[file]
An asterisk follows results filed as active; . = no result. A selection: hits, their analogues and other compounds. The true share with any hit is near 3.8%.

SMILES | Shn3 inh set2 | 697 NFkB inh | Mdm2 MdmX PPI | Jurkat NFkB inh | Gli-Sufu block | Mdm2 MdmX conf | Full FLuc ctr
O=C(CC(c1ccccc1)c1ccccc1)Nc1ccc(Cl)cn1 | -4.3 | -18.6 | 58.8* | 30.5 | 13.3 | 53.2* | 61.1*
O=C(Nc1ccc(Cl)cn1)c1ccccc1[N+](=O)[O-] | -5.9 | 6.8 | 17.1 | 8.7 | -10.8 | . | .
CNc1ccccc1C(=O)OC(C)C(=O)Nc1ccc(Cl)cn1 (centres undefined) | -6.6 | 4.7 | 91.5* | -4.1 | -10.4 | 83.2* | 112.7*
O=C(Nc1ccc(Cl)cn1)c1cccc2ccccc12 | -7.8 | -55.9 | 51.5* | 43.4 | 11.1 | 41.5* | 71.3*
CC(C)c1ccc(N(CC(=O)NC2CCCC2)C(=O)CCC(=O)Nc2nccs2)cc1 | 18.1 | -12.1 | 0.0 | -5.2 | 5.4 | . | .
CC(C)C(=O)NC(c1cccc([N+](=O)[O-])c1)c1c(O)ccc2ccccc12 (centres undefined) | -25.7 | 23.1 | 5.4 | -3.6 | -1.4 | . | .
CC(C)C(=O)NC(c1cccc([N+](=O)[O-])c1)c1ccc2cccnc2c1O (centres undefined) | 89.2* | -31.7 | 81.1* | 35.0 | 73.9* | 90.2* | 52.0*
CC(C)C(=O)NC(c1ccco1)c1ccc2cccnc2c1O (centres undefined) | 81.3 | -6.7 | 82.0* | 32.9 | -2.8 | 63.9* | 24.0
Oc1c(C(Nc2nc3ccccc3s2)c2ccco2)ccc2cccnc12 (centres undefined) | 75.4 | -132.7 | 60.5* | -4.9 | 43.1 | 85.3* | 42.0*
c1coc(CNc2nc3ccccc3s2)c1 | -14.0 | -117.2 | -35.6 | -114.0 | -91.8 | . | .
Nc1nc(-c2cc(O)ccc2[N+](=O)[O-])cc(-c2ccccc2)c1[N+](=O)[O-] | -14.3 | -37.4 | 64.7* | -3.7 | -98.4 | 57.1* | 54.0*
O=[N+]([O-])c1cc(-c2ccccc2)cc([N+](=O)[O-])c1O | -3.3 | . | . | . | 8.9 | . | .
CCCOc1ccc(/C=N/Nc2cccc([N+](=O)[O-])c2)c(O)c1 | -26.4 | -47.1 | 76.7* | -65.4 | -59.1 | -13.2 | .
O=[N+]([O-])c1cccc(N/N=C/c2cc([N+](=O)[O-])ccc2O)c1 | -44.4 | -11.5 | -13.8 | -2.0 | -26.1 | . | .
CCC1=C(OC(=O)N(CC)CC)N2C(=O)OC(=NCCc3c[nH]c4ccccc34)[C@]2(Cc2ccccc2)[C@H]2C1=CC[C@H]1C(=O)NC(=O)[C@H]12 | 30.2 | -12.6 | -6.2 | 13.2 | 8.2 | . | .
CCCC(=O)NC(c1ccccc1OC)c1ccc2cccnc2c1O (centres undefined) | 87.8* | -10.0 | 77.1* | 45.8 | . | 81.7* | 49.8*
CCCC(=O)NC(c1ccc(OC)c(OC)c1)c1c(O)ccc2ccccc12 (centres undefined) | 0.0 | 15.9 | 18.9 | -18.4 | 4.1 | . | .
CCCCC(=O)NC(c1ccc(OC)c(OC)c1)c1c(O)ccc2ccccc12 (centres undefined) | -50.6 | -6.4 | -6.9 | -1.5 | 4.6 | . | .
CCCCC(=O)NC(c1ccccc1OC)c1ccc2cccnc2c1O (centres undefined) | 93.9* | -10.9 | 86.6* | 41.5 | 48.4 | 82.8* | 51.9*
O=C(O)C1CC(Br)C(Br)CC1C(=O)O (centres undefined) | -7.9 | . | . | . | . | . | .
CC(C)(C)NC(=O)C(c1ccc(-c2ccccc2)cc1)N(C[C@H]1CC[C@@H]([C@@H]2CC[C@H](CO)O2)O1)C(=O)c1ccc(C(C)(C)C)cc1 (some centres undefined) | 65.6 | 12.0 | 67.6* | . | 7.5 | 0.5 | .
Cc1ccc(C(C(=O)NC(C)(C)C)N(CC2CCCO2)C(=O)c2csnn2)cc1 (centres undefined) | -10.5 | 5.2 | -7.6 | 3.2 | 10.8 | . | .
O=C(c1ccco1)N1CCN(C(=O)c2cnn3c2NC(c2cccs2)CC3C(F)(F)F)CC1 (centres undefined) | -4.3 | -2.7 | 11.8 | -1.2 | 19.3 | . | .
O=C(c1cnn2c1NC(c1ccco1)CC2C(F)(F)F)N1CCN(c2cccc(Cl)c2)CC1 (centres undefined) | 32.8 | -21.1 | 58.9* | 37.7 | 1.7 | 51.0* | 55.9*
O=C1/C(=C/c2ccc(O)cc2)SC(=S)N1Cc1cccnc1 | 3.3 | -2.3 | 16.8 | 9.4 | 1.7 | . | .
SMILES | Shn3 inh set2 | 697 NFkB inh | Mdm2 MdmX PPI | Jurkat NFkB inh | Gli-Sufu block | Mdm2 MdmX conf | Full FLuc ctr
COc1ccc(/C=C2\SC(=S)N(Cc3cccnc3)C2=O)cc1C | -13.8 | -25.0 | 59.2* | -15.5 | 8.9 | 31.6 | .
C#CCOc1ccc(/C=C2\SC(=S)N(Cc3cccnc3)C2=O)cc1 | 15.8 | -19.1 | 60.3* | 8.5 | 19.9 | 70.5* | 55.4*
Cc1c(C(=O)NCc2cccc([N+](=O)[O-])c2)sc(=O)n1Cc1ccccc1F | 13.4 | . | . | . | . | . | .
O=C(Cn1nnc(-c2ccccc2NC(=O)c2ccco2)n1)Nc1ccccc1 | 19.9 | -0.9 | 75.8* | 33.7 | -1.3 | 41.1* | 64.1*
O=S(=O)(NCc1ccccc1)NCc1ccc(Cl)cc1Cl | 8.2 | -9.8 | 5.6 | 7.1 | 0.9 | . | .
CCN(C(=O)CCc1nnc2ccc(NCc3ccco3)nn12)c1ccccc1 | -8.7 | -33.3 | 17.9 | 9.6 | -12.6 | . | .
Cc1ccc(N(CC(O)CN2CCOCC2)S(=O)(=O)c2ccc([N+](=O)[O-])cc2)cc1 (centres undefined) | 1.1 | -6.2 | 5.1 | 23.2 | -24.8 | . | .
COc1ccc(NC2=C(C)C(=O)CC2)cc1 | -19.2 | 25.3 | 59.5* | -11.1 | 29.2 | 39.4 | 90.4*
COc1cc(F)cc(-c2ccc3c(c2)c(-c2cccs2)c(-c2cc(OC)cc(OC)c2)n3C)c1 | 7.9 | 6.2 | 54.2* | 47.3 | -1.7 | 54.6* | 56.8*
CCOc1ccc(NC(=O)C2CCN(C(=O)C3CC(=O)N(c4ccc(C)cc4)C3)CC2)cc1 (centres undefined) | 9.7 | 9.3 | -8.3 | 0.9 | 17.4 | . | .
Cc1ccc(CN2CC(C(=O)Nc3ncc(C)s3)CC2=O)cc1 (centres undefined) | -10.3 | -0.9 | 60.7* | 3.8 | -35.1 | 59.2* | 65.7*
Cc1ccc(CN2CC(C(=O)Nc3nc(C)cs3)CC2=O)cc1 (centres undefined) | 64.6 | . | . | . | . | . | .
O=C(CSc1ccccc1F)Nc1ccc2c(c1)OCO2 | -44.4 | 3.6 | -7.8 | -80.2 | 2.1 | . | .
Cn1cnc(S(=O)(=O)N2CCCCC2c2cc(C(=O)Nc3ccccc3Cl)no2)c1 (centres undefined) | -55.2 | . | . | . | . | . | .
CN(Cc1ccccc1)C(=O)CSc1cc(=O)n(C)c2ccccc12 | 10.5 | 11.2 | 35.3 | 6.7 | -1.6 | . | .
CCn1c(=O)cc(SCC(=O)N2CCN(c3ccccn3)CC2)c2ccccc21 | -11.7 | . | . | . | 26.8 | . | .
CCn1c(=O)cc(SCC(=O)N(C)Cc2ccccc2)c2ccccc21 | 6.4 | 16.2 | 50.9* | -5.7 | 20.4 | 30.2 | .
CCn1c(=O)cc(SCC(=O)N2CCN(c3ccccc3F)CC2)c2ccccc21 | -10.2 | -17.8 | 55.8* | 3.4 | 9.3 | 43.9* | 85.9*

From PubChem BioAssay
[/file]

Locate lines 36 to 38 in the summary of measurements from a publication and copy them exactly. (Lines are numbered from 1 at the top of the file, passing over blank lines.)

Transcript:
COc1ccc(NC2=C(C)C(=O)CC2)cc1 | -19.2 | 25.3 | 59.5* | -11.1 | 29.2 | 39.4 | 90.4*
COc1cc(F)cc(-c2ccc3c(c2)c(-c2cccs2)c(-c2cc(OC)cc(OC)c2)n3C)c1 | 7.9 | 6.2 | 54.2* | 47.3 | -1.7 | 54.6* | 56.8*
CCOc1ccc(NC(=O)C2CCN(C(=O)C3CC(=O)N(c4ccc(C)cc4)C3)CC2)cc1 (centres undefined) | 9.7 | 9.3 | -8.3 | 0.9 | 17.4 | . | .